Undeterred, unrepentant and dancing dangerously around a minefield of “non-disparagement” clauses, John Hancock has a prediction for his “day of reckoning” — that heads will roll.
“Some Hancock Prospecting staff should be worried if there is a change in leadership,” he warned yesterday, describing a scenario in which control of the family company would shift from his mother, Gina Rinehart, to her children.
That was when senior executives who had pressured him and his sisters during the family’s protracted 17-month feud would be judged on their actions, Mr Hancock said.
In an explosive interview with The Weekend West, Mrs Rinehart’s only son vowed to continue his court battle against his mother, targeted key executives within the family company who he believes were incorrect in the views they expressed to him and said there had been a shift in culture within the family and in Hancock Prospecting that his late grandfather, Lang Hancock, would never have allowed.
He said the gulf between him and his mother was dramatic.
“I think my mother’s view for the House of Hancock and its future and my view have so many differences that I feel compelled to say something publicly ... it has been self-evident for several years now (that) there is a House of Rinehart and a House of Hancock,” he said.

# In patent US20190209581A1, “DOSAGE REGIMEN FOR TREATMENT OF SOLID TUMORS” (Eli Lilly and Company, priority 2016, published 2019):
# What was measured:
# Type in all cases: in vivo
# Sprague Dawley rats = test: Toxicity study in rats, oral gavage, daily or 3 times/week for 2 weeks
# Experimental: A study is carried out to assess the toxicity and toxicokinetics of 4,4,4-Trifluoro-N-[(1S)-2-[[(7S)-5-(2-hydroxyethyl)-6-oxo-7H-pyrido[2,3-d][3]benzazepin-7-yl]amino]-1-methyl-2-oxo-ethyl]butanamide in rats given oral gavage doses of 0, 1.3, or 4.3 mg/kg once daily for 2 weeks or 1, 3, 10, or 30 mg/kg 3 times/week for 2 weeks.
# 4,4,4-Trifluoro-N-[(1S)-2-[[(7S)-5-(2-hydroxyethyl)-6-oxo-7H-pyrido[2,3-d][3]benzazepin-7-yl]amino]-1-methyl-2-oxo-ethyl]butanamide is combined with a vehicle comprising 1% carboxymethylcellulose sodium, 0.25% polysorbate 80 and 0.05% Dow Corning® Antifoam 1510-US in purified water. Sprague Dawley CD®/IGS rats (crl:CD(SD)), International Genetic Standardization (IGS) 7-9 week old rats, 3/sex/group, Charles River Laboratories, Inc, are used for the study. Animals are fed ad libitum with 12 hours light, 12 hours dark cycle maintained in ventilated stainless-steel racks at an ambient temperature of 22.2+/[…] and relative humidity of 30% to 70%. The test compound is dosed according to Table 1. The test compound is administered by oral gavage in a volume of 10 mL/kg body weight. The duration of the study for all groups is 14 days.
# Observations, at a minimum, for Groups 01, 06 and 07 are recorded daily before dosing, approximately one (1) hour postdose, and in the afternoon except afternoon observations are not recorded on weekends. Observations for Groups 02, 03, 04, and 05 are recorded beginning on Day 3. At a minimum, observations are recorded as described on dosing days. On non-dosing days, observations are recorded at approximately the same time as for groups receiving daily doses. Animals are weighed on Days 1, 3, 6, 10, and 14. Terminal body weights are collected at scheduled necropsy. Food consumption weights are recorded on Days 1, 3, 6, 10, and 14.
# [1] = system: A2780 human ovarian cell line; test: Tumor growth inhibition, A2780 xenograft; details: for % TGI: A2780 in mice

Mr Hancock said his mother and his estranged sister Ginia, who has stuck by the mining magnate’s side and was being publicly groomed as her replacement, would be welcome into his vision of the House of Hancock, which was very different to theirs.
“The House of Hancock is open to all family members, with great capacity for forgiveness,” he said.
Mr Hancock’s comments reflect tensions in the bitter family feud and come a week after it was revealed his sister Hope Welker was broke and pulling out of the multibillion-dollar court action she spearheaded against their mother more than 1½ years ago, leaving just Mr Hancock and his other sister, Bianca Rinehart, to fight on.
Bianca has confirmed she has no intention of backing down from the action against her mother.
Responding to a series of written questions, Mr Hancock spoke yesterday of his confidence of an eventual court win and said his strong network of support and financial backers meant the case would continue even without Hope on board.READ THE FULL INTERVIEW - ONLY IN THE WEEKEND WEST
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